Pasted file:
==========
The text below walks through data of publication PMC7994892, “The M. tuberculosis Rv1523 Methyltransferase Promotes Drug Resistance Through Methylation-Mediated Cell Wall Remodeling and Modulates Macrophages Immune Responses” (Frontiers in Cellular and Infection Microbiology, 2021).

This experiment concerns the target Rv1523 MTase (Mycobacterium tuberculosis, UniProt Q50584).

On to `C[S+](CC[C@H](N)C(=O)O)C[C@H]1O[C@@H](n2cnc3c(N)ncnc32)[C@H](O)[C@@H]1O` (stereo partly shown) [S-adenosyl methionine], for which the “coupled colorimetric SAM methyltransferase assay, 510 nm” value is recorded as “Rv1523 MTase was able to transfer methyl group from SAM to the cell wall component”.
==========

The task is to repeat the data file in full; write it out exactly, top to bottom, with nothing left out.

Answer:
The text below walks through data of publication PMC7994892, “The M. tuberculosis Rv1523 Methyltransferase Promotes Drug Resistance Through Methylation-Mediated Cell Wall Remodeling and Modulates Macrophages Immune Responses” (Frontiers in Cellular and Infection Microbiology, 2021).

This experiment concerns the target Rv1523 MTase (Mycobacterium tuberculosis, UniProt Q50584).

On to `C[S+](CC[C@H](N)C(=O)O)C[C@H]1O[C@@H](n2cnc3c(N)ncnc32)[C@H](O)[C@@H]1O` (stereo partly shown) [S-adenosyl methionine], for which the “coupled colorimetric SAM methyltransferase assay, 510 nm” value is recorded as “Rv1523 MTase was able to transfer methyl group from SAM to the cell wall component”.